- Dourson et al., 1998: justification of data-specific assessment factors for toxicokinetics and toxicodynamic of boron;
- Dunlop 1981, Krutzen et al. 1992, Sturgiss et al. 1996. (GFR in sensitive population, justification for intraspecies AFs);
- Maier et al., 2014 (Data derived assessment factors for human variability in toxicokinetics and toxicodynamics are reported).

Key value for chemical safety assessment

Bioaccumulation potential:
no bioaccumulation potential
Absorption rate - oral (%):
100
Absorption rate - dermal (%):
0.5
Absorption rate - inhalation (%):
100

Additional information

There is little difference between animals and humans in absorption, distribution, and metabolism. A difference in renal clearance is the major determinant in the differences between animals and humans, with the renal clearance in rats approximately 3 times faster than in humans.

Boric acid is not metabolised in either animals or humans, owing to the high energy level required (523 kJ/mol) to break the B - O bond (Emsley, 1989). Other inorganic borates convert to boric acid at physiological pH in the aqueous layer overlying the mucosal surfaces prior to absorption.Most of the simple inorganic borates exist predominantly as undissociated boric acid in dilute aqueous solution at physiological and environmental pH, leading to the conclusion that the main species in the plasma of mammals is un-dissociated boric acid. Since other borates dissociate to form boric acid in aqueous solutions, they too can be considered to exist as un-dissociated boric acid under the same conditions. Additional support for this derives from studies in which more than 90 % of administered doses of inorganic borates are excreted in the urine as boric acid. Absorption of borates via the oral route is nearly 100 %. For the inhalation route also 100 % absorption is assumed as worst case scenario. Dermal absorption through intact skin is very low with a percent dose absorbed of 0.226 ± 0.125 in humans. Using the % dose absorbed plus standard deviation (SD) for boric acid, a dermal absorption for borates of 0.5 % (rounded from 0.45 %) can be assumed as a worse case estimate.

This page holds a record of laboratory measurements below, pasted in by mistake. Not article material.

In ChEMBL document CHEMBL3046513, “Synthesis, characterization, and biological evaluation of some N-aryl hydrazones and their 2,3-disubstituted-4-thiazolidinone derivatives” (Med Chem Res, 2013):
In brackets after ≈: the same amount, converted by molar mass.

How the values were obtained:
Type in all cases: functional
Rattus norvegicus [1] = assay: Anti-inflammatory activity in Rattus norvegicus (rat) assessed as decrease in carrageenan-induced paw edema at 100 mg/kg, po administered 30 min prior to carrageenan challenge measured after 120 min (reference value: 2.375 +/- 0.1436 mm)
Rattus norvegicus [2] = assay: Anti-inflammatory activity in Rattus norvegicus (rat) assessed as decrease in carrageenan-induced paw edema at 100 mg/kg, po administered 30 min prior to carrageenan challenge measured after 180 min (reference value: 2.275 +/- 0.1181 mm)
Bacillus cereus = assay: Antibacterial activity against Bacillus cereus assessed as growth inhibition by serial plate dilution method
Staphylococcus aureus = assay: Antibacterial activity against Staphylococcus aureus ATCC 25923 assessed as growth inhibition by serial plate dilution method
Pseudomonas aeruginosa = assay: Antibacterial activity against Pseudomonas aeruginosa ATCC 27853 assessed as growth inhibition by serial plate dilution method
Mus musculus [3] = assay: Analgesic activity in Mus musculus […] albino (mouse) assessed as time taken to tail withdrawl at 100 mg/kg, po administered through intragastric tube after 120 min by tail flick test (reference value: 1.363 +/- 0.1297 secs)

In the blood boric acid is the main species present and is not further metabolised. Boric acid is distributed rapidly and evenly through the body, with concentrations in bone 2 - 3 higher than in other tissues. Boric acid is excreted rapidly, with elimination half-lives of 1 h in the mouse, 3 h in the rat and < 27.8 h in humans, and has low potential for accumulation. Boric acid is mainly excreted in the urine.

Interspecies differences in toxicokinetics based on data for boron clearance rates in rats versus humans and intraspecies differences in human toxicokinetics based on data on human variability in glomerular filtration rates (GFR) are critical determinates in evaluating human toxicity of boric acid. GFR was identified as the primary determinant of boron clearance rates. A toxicokinetic adjustment factor for boron for human variability is based on the variability in GFR during pregnancy (Dunlop, 1981; Krutzén et al., 1992; Sturgiss et al., 1996) ensuring adequate coverage of the sensitive subpopulation of preeclamptic women (US. EPA 2004; Dourson et al. 1998; Maier et al. 2014).

 

Read Across

For comparative purposes, exposures to borates are often expressed in terms of boron (B) equivalents based on the fraction of boron in the source substance on a molecular weight basis. As noted previously, only boric acid and the borate anion are present at environmentally and physiologically relevant concentrations. Read-across between the different boron compounds can be done on the basis of boron (B) equivalents. Conversion factors are given in the table below.

Substance

Formula

Conversion factor for equivalent dose of B (multiply by)

Boric acid

H3BO3

0.1748

Boric Oxide

B2O3

0.311

Disodium tetraborate anhydrous

Na2B4O7

0.2149

Disodium tetraborate pentahydrate

Na2B4O7•5H2O

0.1484

Disodium tetraborate decahydrate

Na2B4O7•10H2O

0.1134

Disodium octaborate tetrahydrate

Na2B8O13·4H2O 

0.2096

Sodium metaborate (anhydrous)

NaBO2

0.1643

Sodium metaborate (dihydrate)

NaBO2·2H2O

0.1062

Sodium metaborate (tetrahydrate)

NaBO2·4H2O

0.0784

Sodium pentaborate (anhydrous)

NaB5O8

0.2636

Sodium pentaborate (pentahydrate)

NaB5O8∙5H2O

0.1832

Please also refer to the read-across statement attached to section 13.